Written by:  

Lars Bergh

Data fusion guest lecture at Maastricht University

"In this lecture, we aimed to give students a practical understanding of how data fusion and data science can be applied in real-world contexts, by providing examples from our Demy product.  At the conclusion of the presentation, we introduced a real-life data fusion case study that students will have the opportunity to work on in the coming weeks. This hands-on project will give students the chance to apply the concepts and techniques they've learned in class to a real-world problem, and deepen their understanding of the power of data fusion in solving complex challenges."

What is Data Fusion?
Data fusion is the art of combining multiple sources of information at multiple levels of abstraction in a model to come to a decision. There are three different levels of data fusion.

  • Low-level fusion (Signal-level fusion)
  • Mid-level fusion (Feature-level fusion)
  • High-level fusion (Decision-level fusion)

Low-level fusion
In low-level fusion, raw signals are combined into new signals that can be used to get to a result. An example of this would be stitching together 2 images of an object into a single image and training a neural network on the newly created images. Here, all raw pixels of both images are combined into one image, on which the model trains.

Mid-level fusion
When utilizing mid-level fusion, we first extract features from the data, and then we combine them to create higher level features that result in the final model. The most straightforward example comes from computer vision, where convolutional operations are used to extract features from an image. The following image demonstrates an example of feature fusion, where features obtained by convolution are combined into a single classifier to output a label:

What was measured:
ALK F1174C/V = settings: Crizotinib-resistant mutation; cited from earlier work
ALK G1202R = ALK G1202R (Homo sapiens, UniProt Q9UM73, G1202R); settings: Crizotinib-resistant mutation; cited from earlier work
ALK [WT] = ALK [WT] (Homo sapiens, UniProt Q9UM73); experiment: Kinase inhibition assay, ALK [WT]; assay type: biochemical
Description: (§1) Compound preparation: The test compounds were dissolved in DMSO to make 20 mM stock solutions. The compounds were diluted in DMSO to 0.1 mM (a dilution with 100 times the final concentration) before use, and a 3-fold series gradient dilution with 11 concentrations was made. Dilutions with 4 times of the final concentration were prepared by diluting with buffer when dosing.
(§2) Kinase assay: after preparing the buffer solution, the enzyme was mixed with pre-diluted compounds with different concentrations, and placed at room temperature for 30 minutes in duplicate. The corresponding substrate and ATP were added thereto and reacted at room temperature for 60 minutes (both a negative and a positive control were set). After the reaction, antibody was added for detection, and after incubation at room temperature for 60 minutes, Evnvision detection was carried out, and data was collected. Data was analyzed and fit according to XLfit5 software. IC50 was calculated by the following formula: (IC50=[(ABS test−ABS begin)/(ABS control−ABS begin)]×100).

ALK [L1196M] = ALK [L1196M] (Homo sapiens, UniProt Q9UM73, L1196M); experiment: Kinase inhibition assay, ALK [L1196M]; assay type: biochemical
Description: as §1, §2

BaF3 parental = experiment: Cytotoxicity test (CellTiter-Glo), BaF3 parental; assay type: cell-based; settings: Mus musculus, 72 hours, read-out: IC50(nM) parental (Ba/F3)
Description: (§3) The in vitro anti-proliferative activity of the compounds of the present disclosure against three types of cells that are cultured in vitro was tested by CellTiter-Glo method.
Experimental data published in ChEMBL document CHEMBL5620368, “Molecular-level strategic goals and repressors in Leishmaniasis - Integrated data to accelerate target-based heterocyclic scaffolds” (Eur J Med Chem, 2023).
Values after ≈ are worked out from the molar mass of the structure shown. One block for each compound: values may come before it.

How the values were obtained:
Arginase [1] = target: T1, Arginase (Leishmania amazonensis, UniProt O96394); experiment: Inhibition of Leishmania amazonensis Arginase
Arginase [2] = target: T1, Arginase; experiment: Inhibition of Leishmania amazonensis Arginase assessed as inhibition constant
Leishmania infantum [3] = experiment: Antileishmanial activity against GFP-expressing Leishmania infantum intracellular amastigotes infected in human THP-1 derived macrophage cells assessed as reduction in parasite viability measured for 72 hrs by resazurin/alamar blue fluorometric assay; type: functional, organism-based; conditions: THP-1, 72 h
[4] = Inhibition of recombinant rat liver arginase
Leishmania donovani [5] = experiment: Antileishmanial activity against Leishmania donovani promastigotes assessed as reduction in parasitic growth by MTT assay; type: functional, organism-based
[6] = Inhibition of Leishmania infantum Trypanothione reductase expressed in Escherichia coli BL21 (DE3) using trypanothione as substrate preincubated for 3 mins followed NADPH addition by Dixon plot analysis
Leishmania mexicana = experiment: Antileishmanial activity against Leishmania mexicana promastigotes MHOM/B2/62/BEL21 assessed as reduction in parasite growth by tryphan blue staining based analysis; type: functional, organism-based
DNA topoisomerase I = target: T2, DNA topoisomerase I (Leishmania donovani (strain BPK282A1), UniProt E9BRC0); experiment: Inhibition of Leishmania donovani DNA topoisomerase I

data fusion lecture picture 2
High-level fusion
The use of high-level fusion is probably the most intuitive to explain. In high-level fusion, separate models are trained, but their outcomes are combined or averaged into a single result. This is best illustrated by a binary classification model that has a probability as an output. Averaging the two probabilities of the two models results in a final probability that gets assigned to one of two classes.

The case

After the guest lecture, a real-life case computer vision case was introduced on which the students could apply their learnings about data fusion. The goal for the assignment was to use at least 2 data fusion techniques when building models that could classify a plant as either “good” or “bad” – and to do that as accurately as possible. The dataset contained pictures of 1000 plants with a top view and a side view, as can be seen below:

data fusion lecture picture 3
Each of these plants was rated (labeled) by 4 experts on a scale of 1 to 4:
1: Very good
2: Good
3: Abnormal
4: Not sprouted

The students were tasked to come up with a strategy to merge the experts' opinions into a single "good" or "bad" label, and then to apply data fusion to generate accurate results from various models. They documented their findings and reasoning, and presented their results in both written reports and 5-minute pitches.

On Thursday March 16th Itilians Lars Bergh and Stef Schepens gave a guest lecture at Maastricht University for an elective subject called “Data fusion”.

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